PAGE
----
This month marks 40 years since the EU welcomed Denmark, Ireland and the United Kingdom as members in its first ever enlargement. At the time the economy was not growing as fast as before and adding fresh blood was seen as the perfect way to revitalise the organisation. It also meant EP got to welcome an additional 58 members - an increase of nearly 40%. We spoke to some of the longest-serving MEPs to ask them how their country evolved because of EU membership and how they see the future.
Anne Jensen from Denmark, Jim Higgins from Ireland and David Martin from the UK all praised the impact membership has had on their country. It helped to boost the economy but also to become closer to its European neighbours, although they agreed the challenge now is how to build on those accomplishments.
Ms Jensen said entering the EU 40 years ago had been in Denmark's national interest, not least because of its extensive agricultural export to Great Britain. The Liberal Democrat MEP added: "Since then the Danish economy has profited from the EU Single Market and evolved into a modern open economy relying on industrial export to the other member states. The future challenge is to dispose of the four Danish opt-outs to become fully integrated in the EU."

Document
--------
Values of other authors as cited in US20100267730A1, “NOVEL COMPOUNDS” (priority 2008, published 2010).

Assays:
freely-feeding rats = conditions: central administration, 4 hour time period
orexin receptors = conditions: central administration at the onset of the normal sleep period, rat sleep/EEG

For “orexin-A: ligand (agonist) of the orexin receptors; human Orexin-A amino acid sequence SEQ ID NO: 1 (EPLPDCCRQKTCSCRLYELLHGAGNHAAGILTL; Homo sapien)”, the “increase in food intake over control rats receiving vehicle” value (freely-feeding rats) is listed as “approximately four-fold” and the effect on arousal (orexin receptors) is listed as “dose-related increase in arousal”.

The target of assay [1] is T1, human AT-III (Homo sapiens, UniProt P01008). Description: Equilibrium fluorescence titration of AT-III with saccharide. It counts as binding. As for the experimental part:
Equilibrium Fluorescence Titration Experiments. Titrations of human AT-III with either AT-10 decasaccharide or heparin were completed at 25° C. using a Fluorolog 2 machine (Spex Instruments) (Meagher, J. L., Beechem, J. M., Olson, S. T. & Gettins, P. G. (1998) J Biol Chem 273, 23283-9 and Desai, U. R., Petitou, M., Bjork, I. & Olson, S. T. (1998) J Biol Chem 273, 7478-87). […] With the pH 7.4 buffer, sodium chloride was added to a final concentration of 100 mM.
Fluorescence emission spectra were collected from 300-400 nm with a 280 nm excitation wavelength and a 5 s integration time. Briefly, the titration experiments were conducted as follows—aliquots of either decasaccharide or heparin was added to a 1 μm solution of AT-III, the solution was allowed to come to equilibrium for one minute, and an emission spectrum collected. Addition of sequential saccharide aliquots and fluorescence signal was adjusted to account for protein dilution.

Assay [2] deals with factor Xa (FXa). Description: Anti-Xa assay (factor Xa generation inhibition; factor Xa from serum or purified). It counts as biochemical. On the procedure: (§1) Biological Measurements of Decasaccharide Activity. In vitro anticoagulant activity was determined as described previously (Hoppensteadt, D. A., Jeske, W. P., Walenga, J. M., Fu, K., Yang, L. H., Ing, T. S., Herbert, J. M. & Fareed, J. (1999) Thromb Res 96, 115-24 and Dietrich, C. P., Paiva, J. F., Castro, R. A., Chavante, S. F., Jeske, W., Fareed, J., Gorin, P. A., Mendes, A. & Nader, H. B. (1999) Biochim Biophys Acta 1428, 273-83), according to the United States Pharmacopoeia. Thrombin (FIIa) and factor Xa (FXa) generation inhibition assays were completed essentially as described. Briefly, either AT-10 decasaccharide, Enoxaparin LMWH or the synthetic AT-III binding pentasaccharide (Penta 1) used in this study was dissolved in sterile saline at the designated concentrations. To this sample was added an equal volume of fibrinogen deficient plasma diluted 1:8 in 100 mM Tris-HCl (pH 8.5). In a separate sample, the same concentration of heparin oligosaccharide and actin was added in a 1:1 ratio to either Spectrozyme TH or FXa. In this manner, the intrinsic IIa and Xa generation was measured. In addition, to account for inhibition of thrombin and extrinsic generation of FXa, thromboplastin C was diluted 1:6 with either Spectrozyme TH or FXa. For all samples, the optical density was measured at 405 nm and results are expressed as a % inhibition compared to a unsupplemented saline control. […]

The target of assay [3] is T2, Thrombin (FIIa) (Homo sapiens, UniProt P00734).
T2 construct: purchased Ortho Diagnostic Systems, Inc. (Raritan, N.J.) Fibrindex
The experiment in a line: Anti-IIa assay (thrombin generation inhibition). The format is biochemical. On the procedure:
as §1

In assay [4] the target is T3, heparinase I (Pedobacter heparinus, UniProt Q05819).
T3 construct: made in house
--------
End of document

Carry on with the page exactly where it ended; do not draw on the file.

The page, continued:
Mr Higgins also stressed how Ireland had significantly benefitted from EU membership. The Christian Democrat MEP said: "The single market has allowed our small nation to become part of the world's largest trading bloc. A strong increase in exports has been a clear result of entry to the EU. " In addition Irish consumers have benefitted from better quality services and goods, while EU funding has boosted Irish infrastructure and regional development.
Developing trade agreements will be key to the EU's future, Mr Higgins said. "Research and innovation will be encouraged to ensure that EU companies are able to compete on the world stage. Development of the banking union will ensure a strengthening of the euro and create a more stable environment for investment, and thus job creation."
Mr Martin pointed out how membership had helped to transform the UK. "The UK has moved from being a country with an island mentality and imperial past, to one playing an active part in one of the most exciting political projects in human history – a project to make war between its member states impossible."
The Social Democrat MEP said the EU had always evolved in great leaps such as the single currency and the unification of East and West Europe. "We have come a long way. There is some way still to go, in terms of development and social equality, but I also believe that there will be many more unions in the world that will come together on the model of the EU."